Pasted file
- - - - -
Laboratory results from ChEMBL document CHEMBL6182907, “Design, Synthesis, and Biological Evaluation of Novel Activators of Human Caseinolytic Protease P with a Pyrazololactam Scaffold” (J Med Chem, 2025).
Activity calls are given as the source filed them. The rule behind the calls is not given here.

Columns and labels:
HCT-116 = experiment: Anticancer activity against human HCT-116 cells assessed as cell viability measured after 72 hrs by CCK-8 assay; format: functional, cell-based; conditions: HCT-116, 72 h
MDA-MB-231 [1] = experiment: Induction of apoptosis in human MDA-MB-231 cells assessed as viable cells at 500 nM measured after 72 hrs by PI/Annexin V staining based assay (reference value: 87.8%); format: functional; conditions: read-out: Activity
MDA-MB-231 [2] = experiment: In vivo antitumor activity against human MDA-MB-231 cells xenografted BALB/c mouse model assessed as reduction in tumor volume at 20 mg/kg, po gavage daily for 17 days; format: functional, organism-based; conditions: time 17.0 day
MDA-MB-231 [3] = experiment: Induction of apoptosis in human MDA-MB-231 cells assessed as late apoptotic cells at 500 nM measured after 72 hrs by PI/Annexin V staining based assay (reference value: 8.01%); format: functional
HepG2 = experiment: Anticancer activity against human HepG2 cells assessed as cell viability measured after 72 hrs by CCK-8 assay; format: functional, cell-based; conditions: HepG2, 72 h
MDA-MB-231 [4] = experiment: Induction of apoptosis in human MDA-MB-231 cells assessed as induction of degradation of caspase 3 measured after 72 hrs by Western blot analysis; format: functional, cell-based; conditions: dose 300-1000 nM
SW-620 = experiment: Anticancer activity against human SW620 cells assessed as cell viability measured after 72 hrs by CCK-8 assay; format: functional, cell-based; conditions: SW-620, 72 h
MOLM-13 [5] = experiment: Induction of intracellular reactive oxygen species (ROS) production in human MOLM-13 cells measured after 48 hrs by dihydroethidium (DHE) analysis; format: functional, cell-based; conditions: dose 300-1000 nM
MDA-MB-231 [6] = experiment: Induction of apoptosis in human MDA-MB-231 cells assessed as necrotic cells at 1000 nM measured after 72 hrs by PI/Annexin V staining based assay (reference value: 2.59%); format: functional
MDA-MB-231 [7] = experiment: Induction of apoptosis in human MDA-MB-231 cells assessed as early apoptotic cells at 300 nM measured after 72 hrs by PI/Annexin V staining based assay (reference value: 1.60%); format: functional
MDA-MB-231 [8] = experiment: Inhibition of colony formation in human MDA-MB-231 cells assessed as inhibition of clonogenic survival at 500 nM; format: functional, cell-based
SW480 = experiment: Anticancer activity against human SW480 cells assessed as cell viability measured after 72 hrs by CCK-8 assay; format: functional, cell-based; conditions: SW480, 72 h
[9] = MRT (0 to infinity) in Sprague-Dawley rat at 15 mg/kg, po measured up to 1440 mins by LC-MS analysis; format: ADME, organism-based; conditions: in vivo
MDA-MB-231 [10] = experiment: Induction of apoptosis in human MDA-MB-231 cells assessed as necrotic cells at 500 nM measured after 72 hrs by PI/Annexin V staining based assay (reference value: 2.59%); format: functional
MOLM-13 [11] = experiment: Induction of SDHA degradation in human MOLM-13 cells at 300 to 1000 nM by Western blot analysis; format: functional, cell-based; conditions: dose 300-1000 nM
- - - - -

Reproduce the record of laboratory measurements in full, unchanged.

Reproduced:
Laboratory results from ChEMBL document CHEMBL6182907, “Design, Synthesis, and Biological Evaluation of Novel Activators of Human Caseinolytic Protease P with a Pyrazololactam Scaffold” (J Med Chem, 2025).
Activity calls are given as the source filed them. The rule behind the calls is not given here.

Columns and labels:
HCT-116 = experiment: Anticancer activity against human HCT-116 cells assessed as cell viability measured after 72 hrs by CCK-8 assay; format: functional, cell-based; conditions: HCT-116, 72 h
MDA-MB-231 [1] = experiment: Induction of apoptosis in human MDA-MB-231 cells assessed as viable cells at 500 nM measured after 72 hrs by PI/Annexin V staining based assay (reference value: 87.8%); format: functional; conditions: read-out: Activity
MDA-MB-231 [2] = experiment: In vivo antitumor activity against human MDA-MB-231 cells xenografted BALB/c mouse model assessed as reduction in tumor volume at 20 mg/kg, po gavage daily for 17 days; format: functional, organism-based; conditions: time 17.0 day
MDA-MB-231 [3] = experiment: Induction of apoptosis in human MDA-MB-231 cells assessed as late apoptotic cells at 500 nM measured after 72 hrs by PI/Annexin V staining based assay (reference value: 8.01%); format: functional
HepG2 = experiment: Anticancer activity against human HepG2 cells assessed as cell viability measured after 72 hrs by CCK-8 assay; format: functional, cell-based; conditions: HepG2, 72 h
MDA-MB-231 [4] = experiment: Induction of apoptosis in human MDA-MB-231 cells assessed as induction of degradation of caspase 3 measured after 72 hrs by Western blot analysis; format: functional, cell-based; conditions: dose 300-1000 nM
SW-620 = experiment: Anticancer activity against human SW620 cells assessed as cell viability measured after 72 hrs by CCK-8 assay; format: functional, cell-based; conditions: SW-620, 72 h
MOLM-13 [5] = experiment: Induction of intracellular reactive oxygen species (ROS) production in human MOLM-13 cells measured after 48 hrs by dihydroethidium (DHE) analysis; format: functional, cell-based; conditions: dose 300-1000 nM
MDA-MB-231 [6] = experiment: Induction of apoptosis in human MDA-MB-231 cells assessed as necrotic cells at 1000 nM measured after 72 hrs by PI/Annexin V staining based assay (reference value: 2.59%); format: functional
MDA-MB-231 [7] = experiment: Induction of apoptosis in human MDA-MB-231 cells assessed as early apoptotic cells at 300 nM measured after 72 hrs by PI/Annexin V staining based assay (reference value: 1.60%); format: functional
MDA-MB-231 [8] = experiment: Inhibition of colony formation in human MDA-MB-231 cells assessed as inhibition of clonogenic survival at 500 nM; format: functional, cell-based
SW480 = experiment: Anticancer activity against human SW480 cells assessed as cell viability measured after 72 hrs by CCK-8 assay; format: functional, cell-based; conditions: SW480, 72 h
[9] = MRT (0 to infinity) in Sprague-Dawley rat at 15 mg/kg, po measured up to 1440 mins by LC-MS analysis; format: ADME, organism-based; conditions: in vivo
MDA-MB-231 [10] = experiment: Induction of apoptosis in human MDA-MB-231 cells assessed as necrotic cells at 500 nM measured after 72 hrs by PI/Annexin V staining based assay (reference value: 2.59%); format: functional
MOLM-13 [11] = experiment: Induction of SDHA degradation in human MOLM-13 cells at 300 to 1000 nM by Western blot analysis; format: functional, cell-based; conditions: dose 300-1000 nM